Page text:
Graphic Lit: Graphic novel roundup
Yesterday we looked at some recent graphic novels aimed at the elementary school crowd.
Now let's take a gander at some of the more notable fancy-schmancy comic books that have come out recently for the grown-up set:
"Three Shadows" by Cyril Pedrosa, First Second, 272 pages, $15.95.
Three shadowy figures appear on the hill overlooking a farm house, where a family of three resides. They've come to take the little boy. The mother knows this and is resigned. The father, however, refuses to give up his son so easily and takes him on a desperate race across the countryside, though the three figures are always close behind.
Such is the premise behind Pedrosa's powerful allegorical tale about coming to terms with the death of a child. By focusing exclusively on the father, certain other characters, most notably the mom and the son, get short shrift in ways that might have otherwise enhanced the book. And Pedrosa takes several diversions — particularly at the end — that hurt the overall flow and emotional structure of the book.
That being said, there are sequences here that still haunt me months after I've finished reading it. There are sequences here that are some of the best cartooning I've seen in ages. This is a book that, regardless of its faults, demands your attention.
"The Bottomless Belly Button" by Dash Shaw, Fantagraphics Books, 720 pages, $29.99.
Few up-and-coming indie cartoonists have been met with as much expectation and praise as Dash Shaw. He tries to live up to it with "Belly Button," a brick-sized opus that chronicles a seaside family reunion that comes on the heels of the elderly mother and father announcing their
The book mostly focuses on the three grown-up children and their reaction to the news while at the shore. Shaw tries a variety of rather ingenious experimental approaches and is quite deft in his characterizations of the younger protagonists, though the older characters — particularly the
mom and dad — come off a bit too enigmatic to suit me.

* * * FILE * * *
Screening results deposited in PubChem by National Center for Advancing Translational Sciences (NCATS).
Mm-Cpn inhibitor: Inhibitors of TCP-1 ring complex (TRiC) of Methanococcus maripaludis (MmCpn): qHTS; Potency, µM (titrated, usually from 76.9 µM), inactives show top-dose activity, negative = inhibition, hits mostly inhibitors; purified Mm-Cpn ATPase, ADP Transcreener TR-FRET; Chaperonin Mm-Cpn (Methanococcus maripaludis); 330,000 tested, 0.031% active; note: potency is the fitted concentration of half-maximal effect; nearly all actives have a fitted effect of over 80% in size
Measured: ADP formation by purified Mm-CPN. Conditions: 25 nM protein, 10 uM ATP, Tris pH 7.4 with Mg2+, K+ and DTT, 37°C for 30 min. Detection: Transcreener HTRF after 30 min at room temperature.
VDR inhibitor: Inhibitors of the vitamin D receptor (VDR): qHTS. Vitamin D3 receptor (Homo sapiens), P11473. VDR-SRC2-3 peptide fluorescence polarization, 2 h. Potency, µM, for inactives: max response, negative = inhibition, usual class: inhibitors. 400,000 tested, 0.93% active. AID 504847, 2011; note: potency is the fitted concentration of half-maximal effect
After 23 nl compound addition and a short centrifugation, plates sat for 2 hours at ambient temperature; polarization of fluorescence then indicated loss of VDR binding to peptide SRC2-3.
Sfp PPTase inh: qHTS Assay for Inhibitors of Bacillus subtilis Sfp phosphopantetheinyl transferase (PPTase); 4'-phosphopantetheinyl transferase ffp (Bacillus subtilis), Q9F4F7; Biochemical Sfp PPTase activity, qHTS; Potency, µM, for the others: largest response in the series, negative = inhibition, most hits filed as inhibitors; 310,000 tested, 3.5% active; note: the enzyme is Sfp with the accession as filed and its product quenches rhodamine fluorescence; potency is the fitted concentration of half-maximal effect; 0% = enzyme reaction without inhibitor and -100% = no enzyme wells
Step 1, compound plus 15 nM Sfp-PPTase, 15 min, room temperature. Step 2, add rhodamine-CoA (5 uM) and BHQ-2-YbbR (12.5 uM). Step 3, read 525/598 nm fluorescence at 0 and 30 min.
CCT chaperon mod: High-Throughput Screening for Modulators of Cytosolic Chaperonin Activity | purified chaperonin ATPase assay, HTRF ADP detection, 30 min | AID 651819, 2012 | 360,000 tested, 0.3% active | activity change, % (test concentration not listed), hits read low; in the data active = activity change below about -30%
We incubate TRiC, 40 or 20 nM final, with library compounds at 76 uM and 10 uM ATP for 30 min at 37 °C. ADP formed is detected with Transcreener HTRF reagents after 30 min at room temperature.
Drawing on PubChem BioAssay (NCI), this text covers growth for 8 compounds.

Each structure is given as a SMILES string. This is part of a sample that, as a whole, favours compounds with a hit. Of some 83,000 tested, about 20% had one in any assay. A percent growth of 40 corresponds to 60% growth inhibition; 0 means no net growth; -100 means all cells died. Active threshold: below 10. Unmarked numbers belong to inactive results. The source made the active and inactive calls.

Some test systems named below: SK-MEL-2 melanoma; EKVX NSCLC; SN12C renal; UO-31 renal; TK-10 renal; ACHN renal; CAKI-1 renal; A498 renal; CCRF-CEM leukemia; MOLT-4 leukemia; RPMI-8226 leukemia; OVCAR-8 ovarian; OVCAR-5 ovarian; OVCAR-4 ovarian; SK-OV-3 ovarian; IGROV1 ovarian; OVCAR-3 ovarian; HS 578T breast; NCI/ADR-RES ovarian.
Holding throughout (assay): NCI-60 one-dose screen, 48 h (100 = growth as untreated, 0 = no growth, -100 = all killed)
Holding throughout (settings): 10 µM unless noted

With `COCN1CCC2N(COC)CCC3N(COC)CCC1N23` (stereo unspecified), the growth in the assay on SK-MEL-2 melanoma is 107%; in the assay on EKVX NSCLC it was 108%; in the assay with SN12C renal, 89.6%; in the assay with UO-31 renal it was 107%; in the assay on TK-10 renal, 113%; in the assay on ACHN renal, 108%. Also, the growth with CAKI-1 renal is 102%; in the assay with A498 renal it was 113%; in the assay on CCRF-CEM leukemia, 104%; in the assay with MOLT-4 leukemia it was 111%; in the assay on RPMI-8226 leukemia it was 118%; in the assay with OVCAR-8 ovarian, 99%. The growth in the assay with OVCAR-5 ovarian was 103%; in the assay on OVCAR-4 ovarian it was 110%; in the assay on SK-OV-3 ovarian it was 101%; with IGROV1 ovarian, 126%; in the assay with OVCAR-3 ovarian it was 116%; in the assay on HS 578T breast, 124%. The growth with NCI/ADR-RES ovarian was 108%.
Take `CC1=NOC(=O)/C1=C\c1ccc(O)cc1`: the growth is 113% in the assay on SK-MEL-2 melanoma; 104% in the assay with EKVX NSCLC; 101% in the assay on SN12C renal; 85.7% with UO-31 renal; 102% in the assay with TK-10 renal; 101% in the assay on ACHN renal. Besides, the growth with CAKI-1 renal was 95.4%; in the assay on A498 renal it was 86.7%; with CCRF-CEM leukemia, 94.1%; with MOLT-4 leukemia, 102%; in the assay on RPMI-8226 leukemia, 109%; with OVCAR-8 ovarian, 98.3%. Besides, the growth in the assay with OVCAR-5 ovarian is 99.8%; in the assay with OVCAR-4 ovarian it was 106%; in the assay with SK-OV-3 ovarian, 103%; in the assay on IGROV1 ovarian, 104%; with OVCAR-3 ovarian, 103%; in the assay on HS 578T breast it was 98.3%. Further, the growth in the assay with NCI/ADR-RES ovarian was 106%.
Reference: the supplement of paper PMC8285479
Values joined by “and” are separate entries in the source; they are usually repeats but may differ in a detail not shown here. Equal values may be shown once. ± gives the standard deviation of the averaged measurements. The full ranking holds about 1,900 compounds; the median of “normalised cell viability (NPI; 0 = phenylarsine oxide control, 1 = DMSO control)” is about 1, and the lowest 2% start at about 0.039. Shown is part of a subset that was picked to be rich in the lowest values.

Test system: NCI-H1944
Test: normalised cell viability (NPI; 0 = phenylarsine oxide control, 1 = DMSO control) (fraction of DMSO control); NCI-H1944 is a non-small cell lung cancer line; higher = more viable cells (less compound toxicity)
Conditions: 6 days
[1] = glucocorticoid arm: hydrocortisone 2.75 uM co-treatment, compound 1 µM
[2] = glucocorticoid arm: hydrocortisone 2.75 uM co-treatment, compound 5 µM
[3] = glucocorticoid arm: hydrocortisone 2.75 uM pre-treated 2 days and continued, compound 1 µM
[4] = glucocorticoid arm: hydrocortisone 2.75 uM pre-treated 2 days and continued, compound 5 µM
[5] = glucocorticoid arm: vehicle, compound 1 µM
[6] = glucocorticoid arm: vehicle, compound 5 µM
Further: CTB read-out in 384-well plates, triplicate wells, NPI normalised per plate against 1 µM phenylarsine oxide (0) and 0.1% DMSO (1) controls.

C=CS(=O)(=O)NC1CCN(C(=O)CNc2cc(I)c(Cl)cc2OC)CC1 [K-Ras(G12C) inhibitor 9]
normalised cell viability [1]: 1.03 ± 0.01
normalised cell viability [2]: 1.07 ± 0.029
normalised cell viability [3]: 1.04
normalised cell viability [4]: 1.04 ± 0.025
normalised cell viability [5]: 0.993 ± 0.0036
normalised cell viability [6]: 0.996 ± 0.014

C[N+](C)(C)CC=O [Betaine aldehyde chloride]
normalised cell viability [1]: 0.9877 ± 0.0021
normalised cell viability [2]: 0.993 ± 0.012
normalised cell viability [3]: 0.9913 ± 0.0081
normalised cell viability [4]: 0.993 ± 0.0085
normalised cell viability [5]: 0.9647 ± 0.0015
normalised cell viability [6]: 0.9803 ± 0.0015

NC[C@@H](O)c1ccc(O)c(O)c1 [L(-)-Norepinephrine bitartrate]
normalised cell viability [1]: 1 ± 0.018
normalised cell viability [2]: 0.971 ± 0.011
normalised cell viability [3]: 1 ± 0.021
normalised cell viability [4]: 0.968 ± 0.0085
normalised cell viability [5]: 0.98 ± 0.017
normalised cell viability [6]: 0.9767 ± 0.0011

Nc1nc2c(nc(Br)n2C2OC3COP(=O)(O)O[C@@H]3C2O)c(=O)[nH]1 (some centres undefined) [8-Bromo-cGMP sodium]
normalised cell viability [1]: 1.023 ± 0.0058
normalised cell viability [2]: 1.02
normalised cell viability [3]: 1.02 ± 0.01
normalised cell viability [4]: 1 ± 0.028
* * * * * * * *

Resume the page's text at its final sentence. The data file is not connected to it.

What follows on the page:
Still, this is an adventurous, admirable work, one that will further help cement Shaw's growing reputation as a formidable author.
"Skyscrapers of the Midwest" by Joshua W. Cotter, AdHouse Books, 288 pages, $19.95.
Cotter's heart-wrenching, darkly funny tales of growing up in the bleak Midwestern landscape make for a stunningly impressive debut.
Though his influences are writ large (particularly Chris Ware), the book is polished and confident, with none of the awkwardness that tends to plague first-time works.
An episodic look at the trials of a pre-adolescent boy and his younger brother, "Skyscrapers," though fictional (and filled with hallucinatory and surreal meanderings inspired by the brothers' flights of fancy) carries an aura of unflinching honesty and eye for detail that makes you realize the author is drawing upon personal pain. It's a really, really excellent book.
"Too Cool to Be Forgotten" by Alex Robinson, Top Shelf Productions, 128 pages, $14.95.
Remember all those age-switching movies that came out in the late '80s (i.e. "Big," "18 Again")? That's basically the premise behind Robinson
That may be part of the problem. Protagonist Andy Wicks is such a decent, considerate sort that no real tension arises from his time-traveling predicament. And the "big revelation" at the end is telegraphed so poorly as to be rendered completely unbelievable. Chalk this up as a disappointing work from an otherwise talented creator.